Industry Voices—Groch: Wave goodbye to AT&T TV Now and U-verse TV in 2020

AT&T TV
AT&T TV is preparing for a nationwide launch in February. (FierceVideo)
Emily Groch Industry Voices

I anticipate the deaths of U-verse TV (for new subs) and AT&T TV Now in the first half of 2020, as AT&T focuses on AT&T TV and HBO Max within its broadband markets.

AT&T first launched AT&T TV, the streaming version of its premium pay TV service, in 10 markets in August 2019, and added four more markets in November. The company plans to expand the product nationwide next month. In the areas where AT&T TV is available today, the company has reduced marketing efforts for its legacy TV products, while increasing spend to promote AT&T TV. The company’s shifting marketing investments reflect AT&T’s shifting video and broadband bundling strategies.

Meanwhile, as DirecTV becomes limited to the markets where AT&T does not offer broadband, the provider will feature inventive bundling offers that pair DirecTV and wireless.

According to Comperemedia and Pathmatics, before AT&T launched AT&T TV, nearly all the company’s Facebook ads for TV products featured DirecTV (less than 1% of its Facebook ad spend went to U-verse TV ads). The story has changed drastically in the AT&T TV pilot markets since the August launch; each month, spending on DirecTV ads has decreased as AT&T invested more heavily into promoting AT&T TV on Facebook. By the end of November, less than 30% of AT&T’s Facebook spend for TV products went to DirecTV in these pilot markets, while the vast majority featured AT&T TV.

A very similar story played out in direct mail. Comperemedia found that in the AT&T TV pilot markets, prior to August, around 20% of TV mailers promoted U-verse TV and 80% featured DirecTV, whereas in November, more than 70% of TV promotions in these markets featured AT&T TV. The shifts in these channels demonstrate how the provider is reducing marketing support for its legacy TV products in the AT&T TV pilot markets, in favor of its new pay TV service. AT&T will likely continue to reduce its ad spend on U-verse TV and DirecTV as it expands the AT&T TV footprint this year. AT&T TV will hammer the final nail in the U-verse TV coffin in 2020, and by mid-year DirecTV acquisition efforts will die out completely within AT&T broadband markets.

How will AT&T differentiate its AT&T TV and AT&T TV Now products as these shifts occur (and as it launches HBO Max) in the first half of 2020? In June 2019, comments from WarnerMedia CEO and AT&T COO John Stankey to CNBC suggested that AT&T would likely combine AT&T TV Now (then “DirecTV Now”) with HBO Max. However, it seems far more likely that AT&T TV will subsume AT&T TV Now, and I expect this to happen when AT&T TV launches nationwide in February, or shortly thereafter. According Pathmatics, AT&T’s last big digital marketing push for DirecTV Now occurred in April 2019, and its spending on DirecTV Now/AT&T TV Now has remained below $100K/month since July. AT&T’s online marketing spend for AT&T TV Now dwindled to almost nothing in December.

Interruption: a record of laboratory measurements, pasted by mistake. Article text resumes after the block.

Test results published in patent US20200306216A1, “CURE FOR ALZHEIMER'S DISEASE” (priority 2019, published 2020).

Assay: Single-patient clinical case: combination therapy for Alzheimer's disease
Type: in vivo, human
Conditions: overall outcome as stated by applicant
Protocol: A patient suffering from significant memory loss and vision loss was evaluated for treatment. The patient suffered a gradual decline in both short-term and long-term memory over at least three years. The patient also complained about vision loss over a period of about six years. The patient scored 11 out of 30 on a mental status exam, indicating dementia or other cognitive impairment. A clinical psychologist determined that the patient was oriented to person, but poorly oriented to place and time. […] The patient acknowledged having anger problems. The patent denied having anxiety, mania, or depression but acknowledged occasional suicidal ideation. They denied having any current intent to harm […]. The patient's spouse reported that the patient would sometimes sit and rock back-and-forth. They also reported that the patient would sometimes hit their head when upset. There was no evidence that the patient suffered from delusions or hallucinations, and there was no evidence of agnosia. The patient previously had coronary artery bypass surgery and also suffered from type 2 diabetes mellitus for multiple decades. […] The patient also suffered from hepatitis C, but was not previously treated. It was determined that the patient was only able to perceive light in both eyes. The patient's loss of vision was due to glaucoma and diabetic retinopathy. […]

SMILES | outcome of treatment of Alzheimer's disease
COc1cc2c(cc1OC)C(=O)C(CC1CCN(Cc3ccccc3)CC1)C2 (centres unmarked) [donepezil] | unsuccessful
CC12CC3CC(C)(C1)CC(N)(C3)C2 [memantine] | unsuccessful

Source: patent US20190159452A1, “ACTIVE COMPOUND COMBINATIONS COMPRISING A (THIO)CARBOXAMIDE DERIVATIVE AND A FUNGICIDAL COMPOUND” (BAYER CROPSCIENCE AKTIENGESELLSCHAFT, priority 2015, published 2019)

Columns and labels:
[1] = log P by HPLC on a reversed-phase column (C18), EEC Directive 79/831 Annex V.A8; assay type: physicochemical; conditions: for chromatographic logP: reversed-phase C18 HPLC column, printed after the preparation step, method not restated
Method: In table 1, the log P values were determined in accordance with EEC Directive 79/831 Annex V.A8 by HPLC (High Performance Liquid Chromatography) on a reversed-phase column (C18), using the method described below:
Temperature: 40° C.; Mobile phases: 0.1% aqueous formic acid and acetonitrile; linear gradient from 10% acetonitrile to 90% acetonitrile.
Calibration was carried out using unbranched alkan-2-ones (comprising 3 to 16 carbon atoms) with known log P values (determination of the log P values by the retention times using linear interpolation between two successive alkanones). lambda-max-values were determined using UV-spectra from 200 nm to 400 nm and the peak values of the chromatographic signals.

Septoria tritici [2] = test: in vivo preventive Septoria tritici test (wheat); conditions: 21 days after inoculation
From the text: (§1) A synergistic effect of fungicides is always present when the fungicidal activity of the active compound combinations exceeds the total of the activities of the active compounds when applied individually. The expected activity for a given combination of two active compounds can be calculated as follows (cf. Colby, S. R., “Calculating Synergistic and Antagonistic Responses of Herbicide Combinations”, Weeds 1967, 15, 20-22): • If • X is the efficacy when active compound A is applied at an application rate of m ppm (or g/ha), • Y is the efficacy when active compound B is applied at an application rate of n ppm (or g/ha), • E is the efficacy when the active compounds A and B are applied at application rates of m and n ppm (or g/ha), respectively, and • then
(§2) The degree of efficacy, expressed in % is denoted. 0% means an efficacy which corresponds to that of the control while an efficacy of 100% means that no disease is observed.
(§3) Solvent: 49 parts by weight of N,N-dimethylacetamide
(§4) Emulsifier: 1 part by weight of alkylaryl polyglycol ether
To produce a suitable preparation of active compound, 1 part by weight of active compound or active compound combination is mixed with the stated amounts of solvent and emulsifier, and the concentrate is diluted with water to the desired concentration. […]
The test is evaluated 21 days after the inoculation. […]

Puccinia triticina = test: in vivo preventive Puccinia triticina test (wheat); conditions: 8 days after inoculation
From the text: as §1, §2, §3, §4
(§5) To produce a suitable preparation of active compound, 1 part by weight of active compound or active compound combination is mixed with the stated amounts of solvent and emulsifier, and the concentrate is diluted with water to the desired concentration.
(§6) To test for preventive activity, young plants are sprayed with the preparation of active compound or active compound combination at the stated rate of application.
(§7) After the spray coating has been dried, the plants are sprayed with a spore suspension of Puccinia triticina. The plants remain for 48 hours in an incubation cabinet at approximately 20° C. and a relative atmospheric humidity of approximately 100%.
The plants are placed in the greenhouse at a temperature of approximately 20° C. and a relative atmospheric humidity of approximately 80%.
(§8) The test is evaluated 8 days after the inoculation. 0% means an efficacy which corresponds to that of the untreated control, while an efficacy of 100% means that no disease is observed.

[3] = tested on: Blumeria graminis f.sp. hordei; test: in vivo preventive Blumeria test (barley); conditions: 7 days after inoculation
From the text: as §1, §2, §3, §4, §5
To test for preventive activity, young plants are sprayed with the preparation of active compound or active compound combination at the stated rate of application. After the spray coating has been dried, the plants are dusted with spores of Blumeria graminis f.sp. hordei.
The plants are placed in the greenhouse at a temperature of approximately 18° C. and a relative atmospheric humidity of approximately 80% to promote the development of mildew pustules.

What does AT&T’s TV marketing look like in 2020?

With AT&T TV’s nationwide launch in February, I would expect a brand-new awareness marketing campaign for the service, with heavy spending in TV, print, banner and online video ads, as well as heavy cross-sell to existing AT&T internet customers and wireless subs in applicable areas. Key messages already observed in AT&T TV marketing, such as easy set-up, voice control, and all streaming content in one place will remain central in the new campaign.

AT&T will continue to invest in DirecTV outside of its broadband markets (AT&T Communications CEO Jeffery McElfresh said as much at an industry event in December). What’s exciting about this, from a consumer marketing standpoint, is the potential for innovative wireless/pay TV bundling approaches. Consumers who choose an unlimited wireless plan along with DirecTV are likely to receive special discounts, freebies or other incentives.

Many of us have anticipated the end of U-verse TV for several years, so it feels overdue that AT&T will finally stop taking new U-verse TV subs in 2020. But along with this change, expect to see a new wave of customer communications from AT&T incentivizing its existing U-verse TV customers to switch to AT&T TV. We may also start to see a push to move DirecTV customers in AT&T broadband markets over to AT&T TV. So far, pricing for the TV products, as well as TV and Internet bundles, has been largely consistent across U-verse TV, AT&T TV and DirecTV, so the move from a legacy product to AT&T TV has the potential to be pretty seamless for the customer.

AT&T’s wild card is still HBO Max, expected to launch in May 2020. It remains to be seen just how AT&T will bundle and/or integrate this product with its existing services, although AT&T has said the service will be free to subscribers of certain premium AT&T products. By the end of 2020, however, it seems safe to say that AT&T will have streamlined a confusing web of video products into just three: AT&T TV, HBO Max, and DirecTV.

Emily Groch is Comperemedia’s Director of Insights, Telecommunications. She pairs her deep knowledge of marketing within the telecommunications industry with Mintel’s consumer research, trends, and competitive marketing intelligence to build timely, meaningful stories for Mintel and Comperemedia telecom clients. Emily travels throughout the US and Canada to present industry marketing trends and insights to major TV, Internet, and wireless service providers, and their advertising agencies.

Industry Voices are opinion columns written by outside contributors—often industry experts or analysts—who are invited to the conversation by FierceVideo staff. They do not represent the opinions of FierceVideo.

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